Amazon’s redesigned Prime Air delivery drone is a plane-helicopter hybrid

A drone program taking flight

Share, an American multinational company based in Washington, is now thinking about delivering the packages to customers even faster. It has unveiled the latest version of its Prime Air delivery drone.

The internet retailer has recently revealed a revolutionary new drone design which is a part helicopter and part science-fiction aircraft. The Prime Air drone is a next-generation electric drone that is able to tackle some of the challenges the autonomous courier faces.

This new fully electric drone is now a ‘hybrid design’ that can take off and land vertically like a typical helicopter drone but has aerodynamics more like that of a fixed-wing aircraft. Additionally, it transitions easily from vertical-mode to airplane mode, and back to vertical mode.

The drone includes advances in efficiency, stability and, most importantly, in safety. It’s fully shrouded for safety. The shrouds are also the wings, which makes it efficient in flight.

It operates on six degrees of movement instead of four, and hence it is overall more stable, and capable of operating safely in more gusty wind conditions. Artificial Intelligence also plays a crucial role in safety.

The new drone uses a combination of thermal cameras, depth cameras, and sonar to detect hazards. With the help of machine learning models, onboard computers can automatically identify obstacles and navigate around them. A customer’s yard may have clotheslines, telephone wires, or electrical wires. Wire detection is one of the hardest challenges for low-altitude flights. But using the computer-vision techniques the team is able to give a drone the ability to recognize and avoid wires as they descend into, and ascend out of, a customer’s yard.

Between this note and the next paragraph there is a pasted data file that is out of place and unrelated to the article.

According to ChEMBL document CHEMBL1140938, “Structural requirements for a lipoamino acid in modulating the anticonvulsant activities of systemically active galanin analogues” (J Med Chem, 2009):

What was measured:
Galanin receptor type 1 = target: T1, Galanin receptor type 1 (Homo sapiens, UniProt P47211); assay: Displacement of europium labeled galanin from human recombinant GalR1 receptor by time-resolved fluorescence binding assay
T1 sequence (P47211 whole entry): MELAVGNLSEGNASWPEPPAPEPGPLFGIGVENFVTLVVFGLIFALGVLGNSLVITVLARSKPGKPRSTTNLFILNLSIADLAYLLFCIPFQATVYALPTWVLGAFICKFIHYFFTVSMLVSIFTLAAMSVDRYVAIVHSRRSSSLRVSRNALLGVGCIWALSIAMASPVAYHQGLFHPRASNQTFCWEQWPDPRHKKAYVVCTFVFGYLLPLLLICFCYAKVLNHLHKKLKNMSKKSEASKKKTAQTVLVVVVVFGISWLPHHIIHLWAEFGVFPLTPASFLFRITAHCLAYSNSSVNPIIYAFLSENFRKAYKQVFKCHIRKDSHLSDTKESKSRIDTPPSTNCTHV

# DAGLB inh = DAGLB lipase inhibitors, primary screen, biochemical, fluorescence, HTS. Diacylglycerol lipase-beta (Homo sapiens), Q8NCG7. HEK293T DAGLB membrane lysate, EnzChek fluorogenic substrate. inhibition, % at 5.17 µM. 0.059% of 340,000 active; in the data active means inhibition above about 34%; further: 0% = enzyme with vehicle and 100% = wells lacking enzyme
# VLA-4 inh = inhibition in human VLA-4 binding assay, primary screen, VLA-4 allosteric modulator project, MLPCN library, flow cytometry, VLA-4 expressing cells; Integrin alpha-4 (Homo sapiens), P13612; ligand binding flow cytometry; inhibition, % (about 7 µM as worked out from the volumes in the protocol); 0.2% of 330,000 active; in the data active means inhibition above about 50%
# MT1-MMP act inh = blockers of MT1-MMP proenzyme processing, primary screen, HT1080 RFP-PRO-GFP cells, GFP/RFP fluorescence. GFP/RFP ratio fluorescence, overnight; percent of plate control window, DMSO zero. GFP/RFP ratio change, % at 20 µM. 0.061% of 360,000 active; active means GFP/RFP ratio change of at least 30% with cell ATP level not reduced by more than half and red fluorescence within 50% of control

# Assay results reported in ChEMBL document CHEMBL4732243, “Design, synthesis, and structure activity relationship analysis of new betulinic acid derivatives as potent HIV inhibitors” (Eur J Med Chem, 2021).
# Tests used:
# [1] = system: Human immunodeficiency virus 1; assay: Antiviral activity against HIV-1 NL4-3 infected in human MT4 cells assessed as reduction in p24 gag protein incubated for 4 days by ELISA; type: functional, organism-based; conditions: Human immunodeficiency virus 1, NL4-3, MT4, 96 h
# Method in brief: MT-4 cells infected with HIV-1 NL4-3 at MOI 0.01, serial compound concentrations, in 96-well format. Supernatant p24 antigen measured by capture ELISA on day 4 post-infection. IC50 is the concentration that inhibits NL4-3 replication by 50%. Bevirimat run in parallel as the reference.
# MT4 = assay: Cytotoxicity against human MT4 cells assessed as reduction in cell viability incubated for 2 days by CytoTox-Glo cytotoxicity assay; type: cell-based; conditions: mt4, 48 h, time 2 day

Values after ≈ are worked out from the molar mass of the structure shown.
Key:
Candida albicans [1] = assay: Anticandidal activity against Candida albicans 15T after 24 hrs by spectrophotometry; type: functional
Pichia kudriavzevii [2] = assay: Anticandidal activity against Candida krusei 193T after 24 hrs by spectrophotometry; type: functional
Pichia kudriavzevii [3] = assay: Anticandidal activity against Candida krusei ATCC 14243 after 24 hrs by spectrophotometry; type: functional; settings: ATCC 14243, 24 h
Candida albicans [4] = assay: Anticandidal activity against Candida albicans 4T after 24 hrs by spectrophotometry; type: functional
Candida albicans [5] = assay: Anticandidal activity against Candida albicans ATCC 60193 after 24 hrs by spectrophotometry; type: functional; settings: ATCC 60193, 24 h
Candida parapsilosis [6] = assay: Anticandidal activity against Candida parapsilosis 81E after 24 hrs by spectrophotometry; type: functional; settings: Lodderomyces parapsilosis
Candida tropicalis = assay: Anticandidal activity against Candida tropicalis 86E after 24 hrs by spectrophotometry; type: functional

The company claims for the finished Prime Air service is to create “fully electric drones that can fly up to 15 miles and deliver packages under five pounds to customers in less than 30 minutes.” This may sound like a small payload, while according to Amazon, 75 to 90 percent of purchased items are under that weight limit.

It is also hoping drones will not only deliver packages faster but reduce the firm’s environmental impact by encouraging people to stay at home. The company’s vision to make all Amazon shipments net zero carbon, with 50% of all shipments net zero by 2030.

It is not mentioned when you could expect broadly available service, and that’s still highly dependent on regulators clearing the way for delivery drones. Also, the drone still has to tackle several hurdles like the irritation of drone noise or the challenges of flying in the rain.

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